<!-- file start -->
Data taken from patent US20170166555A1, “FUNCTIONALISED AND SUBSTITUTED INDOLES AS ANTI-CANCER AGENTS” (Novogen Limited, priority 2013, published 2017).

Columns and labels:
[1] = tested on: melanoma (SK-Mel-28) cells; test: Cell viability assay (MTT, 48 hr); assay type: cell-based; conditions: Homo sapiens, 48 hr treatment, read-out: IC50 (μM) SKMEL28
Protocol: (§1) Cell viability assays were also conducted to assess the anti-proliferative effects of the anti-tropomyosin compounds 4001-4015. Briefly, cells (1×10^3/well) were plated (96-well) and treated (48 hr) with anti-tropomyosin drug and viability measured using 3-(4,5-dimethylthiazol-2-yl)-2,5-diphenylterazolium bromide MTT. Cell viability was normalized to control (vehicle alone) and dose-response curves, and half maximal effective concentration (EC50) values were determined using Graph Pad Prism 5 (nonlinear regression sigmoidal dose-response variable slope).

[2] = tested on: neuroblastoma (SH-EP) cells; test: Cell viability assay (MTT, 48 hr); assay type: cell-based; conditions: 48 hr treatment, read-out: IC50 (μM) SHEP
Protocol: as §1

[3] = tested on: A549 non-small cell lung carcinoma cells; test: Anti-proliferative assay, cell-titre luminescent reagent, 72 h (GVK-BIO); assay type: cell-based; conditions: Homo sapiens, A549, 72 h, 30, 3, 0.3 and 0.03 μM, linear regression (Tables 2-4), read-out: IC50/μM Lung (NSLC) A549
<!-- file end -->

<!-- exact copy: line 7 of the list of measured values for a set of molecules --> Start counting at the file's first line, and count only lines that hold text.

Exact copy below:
[3] = tested on: A549 non-small cell lung carcinoma cells; test: Anti-proliferative assay, cell-titre luminescent reagent, 72 h (GVK-BIO); assay type: cell-based; conditions: Homo sapiens, A549, 72 h, 30, 3, 0.3 and 0.03 μM, linear regression (Tables 2-4), read-out: IC50/μM Lung (NSLC) A549